Wednesday, 14 March 2007

Home Chat

Oh what bliss. I’m sitting here in blazing sunshine, editing copy on a laptop, with the cat stretched out on the table next to me, clean washing undulating gently on the line, and Sasha in a pushchair gurgling and squawking happily and pushing brightly coloured toys back and forth (the pink and turquoise Tinylove monkey is a creature of nightmare, I feel, but presumably they tested it and found that babies didn’t mind it).

We’re just back from a long weekend in Italy, where the weather was just as good but it wasn’t home… the only blots on the horizon, almost literally, are the seven enormous molehills in the lawn -- and the two audacious ones in the herb garden. These aren’t tiny picturesque mounds left by the black velvet gentlemen -- they’re gigantic, almost frightening. They are also working their way steadily towards the house. If they’d only go in the opposite direction, they’d be in the grounds of Sawston Hall (yes, we abut a stately home) and nobody would give them any bother. Not that I’ve done much more than jump up and down impotently raging. Bastards.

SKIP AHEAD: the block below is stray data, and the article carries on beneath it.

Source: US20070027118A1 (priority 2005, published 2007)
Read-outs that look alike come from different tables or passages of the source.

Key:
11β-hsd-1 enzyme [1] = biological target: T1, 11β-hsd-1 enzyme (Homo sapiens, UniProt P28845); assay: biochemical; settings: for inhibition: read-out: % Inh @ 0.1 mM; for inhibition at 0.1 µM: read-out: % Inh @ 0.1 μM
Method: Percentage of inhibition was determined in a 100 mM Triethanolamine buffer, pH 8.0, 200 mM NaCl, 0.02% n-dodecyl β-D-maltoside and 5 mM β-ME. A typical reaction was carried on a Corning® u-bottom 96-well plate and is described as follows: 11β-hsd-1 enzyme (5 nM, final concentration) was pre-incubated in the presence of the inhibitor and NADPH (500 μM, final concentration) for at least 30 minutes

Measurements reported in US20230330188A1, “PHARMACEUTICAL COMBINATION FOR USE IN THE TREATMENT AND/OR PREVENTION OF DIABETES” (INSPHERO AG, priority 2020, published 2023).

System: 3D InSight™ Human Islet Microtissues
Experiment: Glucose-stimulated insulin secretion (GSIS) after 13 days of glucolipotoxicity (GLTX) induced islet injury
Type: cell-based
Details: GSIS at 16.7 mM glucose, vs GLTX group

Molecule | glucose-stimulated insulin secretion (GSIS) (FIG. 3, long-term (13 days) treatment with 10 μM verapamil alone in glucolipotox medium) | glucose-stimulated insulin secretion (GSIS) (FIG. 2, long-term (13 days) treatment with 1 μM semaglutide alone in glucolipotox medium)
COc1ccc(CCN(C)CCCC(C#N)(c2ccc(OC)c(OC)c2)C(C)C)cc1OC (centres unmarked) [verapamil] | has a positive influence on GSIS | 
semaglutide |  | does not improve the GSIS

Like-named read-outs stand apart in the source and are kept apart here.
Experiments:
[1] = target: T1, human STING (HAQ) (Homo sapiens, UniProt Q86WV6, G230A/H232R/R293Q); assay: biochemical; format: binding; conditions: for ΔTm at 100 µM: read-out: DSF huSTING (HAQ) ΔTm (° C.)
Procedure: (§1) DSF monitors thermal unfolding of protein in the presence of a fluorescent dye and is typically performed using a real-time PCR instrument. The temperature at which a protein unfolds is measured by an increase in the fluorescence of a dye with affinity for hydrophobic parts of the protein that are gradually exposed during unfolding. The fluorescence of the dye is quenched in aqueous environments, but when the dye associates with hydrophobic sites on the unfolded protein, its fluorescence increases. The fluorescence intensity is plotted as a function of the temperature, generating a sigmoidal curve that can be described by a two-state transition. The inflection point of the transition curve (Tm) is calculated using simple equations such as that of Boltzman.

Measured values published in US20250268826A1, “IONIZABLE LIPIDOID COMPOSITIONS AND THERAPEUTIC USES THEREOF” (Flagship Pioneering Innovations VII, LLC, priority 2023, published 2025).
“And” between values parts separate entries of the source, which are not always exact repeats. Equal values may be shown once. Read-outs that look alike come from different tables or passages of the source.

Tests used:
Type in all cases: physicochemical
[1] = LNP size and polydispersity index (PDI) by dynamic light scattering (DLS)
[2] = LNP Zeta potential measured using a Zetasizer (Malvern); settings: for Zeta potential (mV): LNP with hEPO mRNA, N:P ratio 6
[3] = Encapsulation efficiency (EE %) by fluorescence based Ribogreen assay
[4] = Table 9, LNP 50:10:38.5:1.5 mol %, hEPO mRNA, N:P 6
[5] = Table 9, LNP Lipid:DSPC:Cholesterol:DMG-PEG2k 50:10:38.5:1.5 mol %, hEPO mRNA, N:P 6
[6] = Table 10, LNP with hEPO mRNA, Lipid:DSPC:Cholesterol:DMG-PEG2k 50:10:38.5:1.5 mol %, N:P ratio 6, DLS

I’ve just finished reading ‘The Time Traveler’s Wife’. Thoroughly enjoyed it -- it was actually very pleasant to read a book that simply set up a situation and then followed it through. I thought there might be a tiresome twist in the tale that would end by making the whole thing less credible. This may be because I’ve just reread a novel by Christopher Priest, ‘The Glamour’, which has exactly one of those tricksy mucking-about-with-the-narrative-voice denouements. In Priest’s case, though, I haven’t read a single one of his books that doesn’t do exactly the same. He likes to switch back and forth until he reckons he’s got you confused. The snag is, I often feel that he’s more confused than I am -- or at least, I’m never convinced that he’s kept track of things: I suspect that he cheats by simply making a mess. ‘A Dream of Wessex’ does this, and so does ‘A Quiet Woman’ and ‘The Extremes’. After those I got bored and gave up, so I haven’t tried the more recent ones. ‘The Glamour’ has a more interesting premise -- it’s another take on invisibility -- and the mess isn’t quite so messy as in some of the books. I must see what Amazon readers have to say about him. I have a feeling that he was once the Great White Hope of British science fiction, but I’d be surprised if people hadn’t been disappointed.

Audrey Niffenegger, eh? What fabulous names some Americans have. Actually, Audrey is a bit tame for a first name. Gates. DeForest. Imagine!

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